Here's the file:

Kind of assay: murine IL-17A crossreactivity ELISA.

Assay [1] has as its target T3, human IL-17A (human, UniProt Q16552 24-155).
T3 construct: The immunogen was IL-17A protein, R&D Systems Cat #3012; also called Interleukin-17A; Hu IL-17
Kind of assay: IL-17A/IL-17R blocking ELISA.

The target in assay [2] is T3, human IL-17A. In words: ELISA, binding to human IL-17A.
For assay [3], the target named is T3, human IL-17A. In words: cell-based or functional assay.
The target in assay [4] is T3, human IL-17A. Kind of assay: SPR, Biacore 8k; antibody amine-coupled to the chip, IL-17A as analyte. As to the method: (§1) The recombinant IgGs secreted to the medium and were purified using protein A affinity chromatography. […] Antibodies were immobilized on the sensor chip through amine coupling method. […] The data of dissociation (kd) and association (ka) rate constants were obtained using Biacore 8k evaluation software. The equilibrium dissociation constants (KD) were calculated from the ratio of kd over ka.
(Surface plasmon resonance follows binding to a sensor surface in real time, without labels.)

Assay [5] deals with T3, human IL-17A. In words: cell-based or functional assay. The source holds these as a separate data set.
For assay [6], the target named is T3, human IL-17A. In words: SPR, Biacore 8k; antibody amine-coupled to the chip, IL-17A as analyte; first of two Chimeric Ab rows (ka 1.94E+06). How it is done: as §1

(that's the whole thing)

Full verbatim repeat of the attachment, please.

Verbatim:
Kind of assay: murine IL-17A crossreactivity ELISA.

Assay [1] has as its target T3, human IL-17A (human, UniProt Q16552 24-155).
T3 construct: The immunogen was IL-17A protein, R&D Systems Cat #3012; also called Interleukin-17A; Hu IL-17
Kind of assay: IL-17A/IL-17R blocking ELISA.

The target in assay [2] is T3, human IL-17A. In words: ELISA, binding to human IL-17A.
For assay [3], the target named is T3, human IL-17A. In words: cell-based or functional assay.
The target in assay [4] is T3, human IL-17A. Kind of assay: SPR, Biacore 8k; antibody amine-coupled to the chip, IL-17A as analyte. As to the method: (§1) The recombinant IgGs secreted to the medium and were purified using protein A affinity chromatography. […] Antibodies were immobilized on the sensor chip through amine coupling method. […] The data of dissociation (kd) and association (ka) rate constants were obtained using Biacore 8k evaluation software. The equilibrium dissociation constants (KD) were calculated from the ratio of kd over ka.
(Surface plasmon resonance follows binding to a sensor surface in real time, without labels.)

Assay [5] deals with T3, human IL-17A. In words: cell-based or functional assay. The source holds these as a separate data set.
For assay [6], the target named is T3, human IL-17A. In words: SPR, Biacore 8k; antibody amine-coupled to the chip, IL-17A as analyte; first of two Chimeric Ab rows (ka 1.94E+06). How it is done: as §1